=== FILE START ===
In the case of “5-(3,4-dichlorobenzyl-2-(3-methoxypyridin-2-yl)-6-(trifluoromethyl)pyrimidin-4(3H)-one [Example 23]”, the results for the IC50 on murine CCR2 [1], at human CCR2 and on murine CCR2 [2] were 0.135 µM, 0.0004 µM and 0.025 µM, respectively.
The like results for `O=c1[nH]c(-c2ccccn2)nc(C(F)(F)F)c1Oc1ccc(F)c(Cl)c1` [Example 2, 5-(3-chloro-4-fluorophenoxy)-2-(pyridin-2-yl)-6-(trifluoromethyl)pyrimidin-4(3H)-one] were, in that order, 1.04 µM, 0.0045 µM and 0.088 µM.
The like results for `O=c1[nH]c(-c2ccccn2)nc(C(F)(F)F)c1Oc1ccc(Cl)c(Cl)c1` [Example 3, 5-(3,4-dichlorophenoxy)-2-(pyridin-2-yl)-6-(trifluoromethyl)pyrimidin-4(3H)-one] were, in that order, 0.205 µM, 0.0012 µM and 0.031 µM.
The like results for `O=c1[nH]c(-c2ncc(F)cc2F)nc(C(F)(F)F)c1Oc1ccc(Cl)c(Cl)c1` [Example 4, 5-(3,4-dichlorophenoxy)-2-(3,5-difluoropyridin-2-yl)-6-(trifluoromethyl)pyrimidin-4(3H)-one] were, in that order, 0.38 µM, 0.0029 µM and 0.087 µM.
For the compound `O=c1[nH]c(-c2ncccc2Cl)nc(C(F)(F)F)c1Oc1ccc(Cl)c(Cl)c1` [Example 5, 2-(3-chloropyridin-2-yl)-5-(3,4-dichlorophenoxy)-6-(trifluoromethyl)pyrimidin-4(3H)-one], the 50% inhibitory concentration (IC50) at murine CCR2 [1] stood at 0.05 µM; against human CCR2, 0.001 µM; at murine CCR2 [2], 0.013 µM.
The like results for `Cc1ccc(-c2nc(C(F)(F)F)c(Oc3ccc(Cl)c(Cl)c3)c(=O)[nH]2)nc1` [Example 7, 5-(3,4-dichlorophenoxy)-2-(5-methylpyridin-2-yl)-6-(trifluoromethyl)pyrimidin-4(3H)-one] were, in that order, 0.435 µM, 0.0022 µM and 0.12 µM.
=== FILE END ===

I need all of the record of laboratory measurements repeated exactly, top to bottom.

In the case of “5-(3,4-dichlorobenzyl-2-(3-methoxypyridin-2-yl)-6-(trifluoromethyl)pyrimidin-4(3H)-one [Example 23]”, the results for the IC50 on murine CCR2 [1], at human CCR2 and on murine CCR2 [2] were 0.135 µM, 0.0004 µM and 0.025 µM, respectively.
The like results for `O=c1[nH]c(-c2ccccn2)nc(C(F)(F)F)c1Oc1ccc(F)c(Cl)c1` [Example 2, 5-(3-chloro-4-fluorophenoxy)-2-(pyridin-2-yl)-6-(trifluoromethyl)pyrimidin-4(3H)-one] were, in that order, 1.04 µM, 0.0045 µM and 0.088 µM.
The like results for `O=c1[nH]c(-c2ccccn2)nc(C(F)(F)F)c1Oc1ccc(Cl)c(Cl)c1` [Example 3, 5-(3,4-dichlorophenoxy)-2-(pyridin-2-yl)-6-(trifluoromethyl)pyrimidin-4(3H)-one] were, in that order, 0.205 µM, 0.0012 µM and 0.031 µM.
The like results for `O=c1[nH]c(-c2ncc(F)cc2F)nc(C(F)(F)F)c1Oc1ccc(Cl)c(Cl)c1` [Example 4, 5-(3,4-dichlorophenoxy)-2-(3,5-difluoropyridin-2-yl)-6-(trifluoromethyl)pyrimidin-4(3H)-one] were, in that order, 0.38 µM, 0.0029 µM and 0.087 µM.
For the compound `O=c1[nH]c(-c2ncccc2Cl)nc(C(F)(F)F)c1Oc1ccc(Cl)c(Cl)c1` [Example 5, 2-(3-chloropyridin-2-yl)-5-(3,4-dichlorophenoxy)-6-(trifluoromethyl)pyrimidin-4(3H)-one], the 50% inhibitory concentration (IC50) at murine CCR2 [1] stood at 0.05 µM; against human CCR2, 0.001 µM; at murine CCR2 [2], 0.013 µM.
The like results for `Cc1ccc(-c2nc(C(F)(F)F)c(Oc3ccc(Cl)c(Cl)c3)c(=O)[nH]2)nc1` [Example 7, 5-(3,4-dichlorophenoxy)-2-(5-methylpyridin-2-yl)-6-(trifluoromethyl)pyrimidin-4(3H)-one] were, in that order, 0.435 µM, 0.0022 µM and 0.12 µM.